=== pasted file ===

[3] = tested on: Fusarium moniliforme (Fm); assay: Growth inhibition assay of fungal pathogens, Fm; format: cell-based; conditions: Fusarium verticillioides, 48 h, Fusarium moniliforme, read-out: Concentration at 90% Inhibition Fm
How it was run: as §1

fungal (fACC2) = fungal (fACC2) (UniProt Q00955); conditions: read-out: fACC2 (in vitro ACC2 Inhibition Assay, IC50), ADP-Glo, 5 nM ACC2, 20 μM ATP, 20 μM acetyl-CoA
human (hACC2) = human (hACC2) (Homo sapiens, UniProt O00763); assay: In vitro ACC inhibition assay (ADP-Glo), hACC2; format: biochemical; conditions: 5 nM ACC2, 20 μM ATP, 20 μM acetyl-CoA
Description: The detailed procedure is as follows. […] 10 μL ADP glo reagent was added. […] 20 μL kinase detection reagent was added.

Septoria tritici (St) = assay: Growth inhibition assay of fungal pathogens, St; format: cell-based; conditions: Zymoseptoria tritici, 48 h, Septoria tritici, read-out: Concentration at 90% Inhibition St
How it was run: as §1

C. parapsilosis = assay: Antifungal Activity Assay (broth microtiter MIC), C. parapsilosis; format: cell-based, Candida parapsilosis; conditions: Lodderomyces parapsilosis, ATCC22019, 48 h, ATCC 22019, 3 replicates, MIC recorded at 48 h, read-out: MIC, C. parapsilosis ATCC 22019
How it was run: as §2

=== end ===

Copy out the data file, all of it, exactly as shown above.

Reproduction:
[3] = tested on: Fusarium moniliforme (Fm); assay: Growth inhibition assay of fungal pathogens, Fm; format: cell-based; conditions: Fusarium verticillioides, 48 h, Fusarium moniliforme, read-out: Concentration at 90% Inhibition Fm
How it was run: as §1

fungal (fACC2) = fungal (fACC2) (UniProt Q00955); conditions: read-out: fACC2 (in vitro ACC2 Inhibition Assay, IC50), ADP-Glo, 5 nM ACC2, 20 μM ATP, 20 μM acetyl-CoA
human (hACC2) = human (hACC2) (Homo sapiens, UniProt O00763); assay: In vitro ACC inhibition assay (ADP-Glo), hACC2; format: biochemical; conditions: 5 nM ACC2, 20 μM ATP, 20 μM acetyl-CoA
Description: The detailed procedure is as follows. […] 10 μL ADP glo reagent was added. […] 20 μL kinase detection reagent was added.

Septoria tritici (St) = assay: Growth inhibition assay of fungal pathogens, St; format: cell-based; conditions: Zymoseptoria tritici, 48 h, Septoria tritici, read-out: Concentration at 90% Inhibition St
How it was run: as §1

C. parapsilosis = assay: Antifungal Activity Assay (broth microtiter MIC), C. parapsilosis; format: cell-based, Candida parapsilosis; conditions: Lodderomyces parapsilosis, ATCC22019, 48 h, ATCC 22019, 3 replicates, MIC recorded at 48 h, read-out: MIC, C. parapsilosis ATCC 22019
How it was run: as §2